I'll say this about Nintendo, despite all of the YouTube Let's Play controversy and other mistakes they've made lately, I would rather give them my money than any of the other two big names right now. (Seriously, what's this I hear about a guy getting his Sony hacked and losing $600 only for Sony to say they'll refund $150)

This article reminded me of a game that I wanted to make where your choices affected how the game plays out, but instead of accommodating the player, they subvert them, like you decide to become a scientist which triggers the potential end of the world as full hell's-open apocalypse, or you become a member of the clergy next playthrough and the potential end of the world disaster is a rogue planetoid collision, or something like that. Your actions not only affect the future, but your character's past. Make it a sort of timed visual novel sandbox to heighten the tension from "What am I doing wrong" to "what am I missing, I need to hurry." Then I remembered that I'll never make a game of that caliber because I'm too ambitious and the game would end up as another Fable 5 or Duke Nukem Forever, not for the hype, but because nothing would ever get finished.

Johnny Novgorod:
I've never played it but from what I've heard it sounds kinda like Demon's Souls in the sense that you don't achieve anything except activate shortcuts through worlds that otherwise remain unchanged (I don't know how this works with boss fights, if there are any).

Kind of true. Any shortcuts that may be activated are usually inactive when the days cycle back to the first day. However, you do get a song that lets you fly to any save point that you have activated. This is what is generally used to bypass a lot of the work the second time through an area. Of course, songs in general let you go to areas you otherwise couldn't have, as there are several that you need to do a lot of work to obtain; these let you access the dungeon area generally, which was closed off, or otherwise inaccessible.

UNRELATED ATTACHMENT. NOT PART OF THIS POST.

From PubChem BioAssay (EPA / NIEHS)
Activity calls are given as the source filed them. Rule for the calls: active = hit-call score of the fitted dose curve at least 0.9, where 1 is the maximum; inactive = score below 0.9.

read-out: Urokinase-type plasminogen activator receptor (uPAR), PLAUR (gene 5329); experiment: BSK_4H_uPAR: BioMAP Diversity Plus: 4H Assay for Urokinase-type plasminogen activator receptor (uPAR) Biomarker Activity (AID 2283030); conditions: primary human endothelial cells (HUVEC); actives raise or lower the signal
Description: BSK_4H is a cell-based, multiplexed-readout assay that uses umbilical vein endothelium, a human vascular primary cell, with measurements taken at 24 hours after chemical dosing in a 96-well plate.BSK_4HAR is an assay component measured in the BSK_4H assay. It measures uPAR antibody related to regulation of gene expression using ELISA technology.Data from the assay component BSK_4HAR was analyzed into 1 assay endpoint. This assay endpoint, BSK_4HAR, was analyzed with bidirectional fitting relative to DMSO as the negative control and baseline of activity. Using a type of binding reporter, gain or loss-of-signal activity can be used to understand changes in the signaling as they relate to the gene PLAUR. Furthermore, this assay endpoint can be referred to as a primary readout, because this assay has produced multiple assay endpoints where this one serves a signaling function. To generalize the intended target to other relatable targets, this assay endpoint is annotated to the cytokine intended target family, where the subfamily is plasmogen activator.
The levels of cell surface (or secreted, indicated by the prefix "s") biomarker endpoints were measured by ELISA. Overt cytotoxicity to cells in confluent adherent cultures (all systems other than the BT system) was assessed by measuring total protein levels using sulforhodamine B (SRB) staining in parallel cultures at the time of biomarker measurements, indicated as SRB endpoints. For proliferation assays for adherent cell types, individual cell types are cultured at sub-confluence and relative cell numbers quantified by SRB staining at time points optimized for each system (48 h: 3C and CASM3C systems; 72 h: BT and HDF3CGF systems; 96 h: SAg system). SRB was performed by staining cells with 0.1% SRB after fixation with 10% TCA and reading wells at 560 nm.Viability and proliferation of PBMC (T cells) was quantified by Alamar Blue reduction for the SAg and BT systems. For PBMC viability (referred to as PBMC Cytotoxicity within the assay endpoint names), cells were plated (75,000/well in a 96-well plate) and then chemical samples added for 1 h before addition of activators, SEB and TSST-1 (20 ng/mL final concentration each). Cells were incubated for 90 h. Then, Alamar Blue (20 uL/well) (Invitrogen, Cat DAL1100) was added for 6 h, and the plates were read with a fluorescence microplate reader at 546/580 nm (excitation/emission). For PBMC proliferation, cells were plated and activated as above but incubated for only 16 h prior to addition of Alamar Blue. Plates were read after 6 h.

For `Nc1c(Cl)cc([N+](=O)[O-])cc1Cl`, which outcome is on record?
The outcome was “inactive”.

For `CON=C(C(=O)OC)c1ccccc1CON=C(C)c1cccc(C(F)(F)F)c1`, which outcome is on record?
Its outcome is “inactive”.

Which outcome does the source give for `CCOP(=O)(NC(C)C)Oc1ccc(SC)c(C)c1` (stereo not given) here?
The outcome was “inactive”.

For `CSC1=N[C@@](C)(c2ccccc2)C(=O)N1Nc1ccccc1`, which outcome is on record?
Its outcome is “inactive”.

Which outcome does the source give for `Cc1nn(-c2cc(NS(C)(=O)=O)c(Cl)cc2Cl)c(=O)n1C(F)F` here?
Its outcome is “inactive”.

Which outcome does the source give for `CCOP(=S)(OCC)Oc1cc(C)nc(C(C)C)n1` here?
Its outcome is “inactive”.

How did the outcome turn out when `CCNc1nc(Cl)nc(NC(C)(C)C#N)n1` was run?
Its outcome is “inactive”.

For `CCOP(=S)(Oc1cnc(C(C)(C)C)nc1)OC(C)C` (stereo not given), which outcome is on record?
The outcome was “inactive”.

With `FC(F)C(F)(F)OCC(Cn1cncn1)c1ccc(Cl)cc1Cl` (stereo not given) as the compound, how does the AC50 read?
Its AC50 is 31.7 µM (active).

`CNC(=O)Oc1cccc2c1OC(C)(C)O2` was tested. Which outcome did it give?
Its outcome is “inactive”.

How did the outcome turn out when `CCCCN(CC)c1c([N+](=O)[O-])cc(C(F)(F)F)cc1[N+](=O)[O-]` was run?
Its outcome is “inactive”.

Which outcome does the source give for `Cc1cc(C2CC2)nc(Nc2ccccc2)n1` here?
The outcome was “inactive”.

As for bosses, if you defeat a boss, then you can warp straight back to them a stone plaque located in the dungeon's entrance. This of course makes things much easier if you are going after a specific goal that requires the boss to die after a second time through the area. Most notabley, beating the Snow Head Temple's boss and/or the Swamp Palace's boss will have a effect on the surrounding landscape outside of their respective dungeons. This will let you access events otherwise not possible to start or complete. Of course, you can always go back to boss with new gear and see how you fare as well.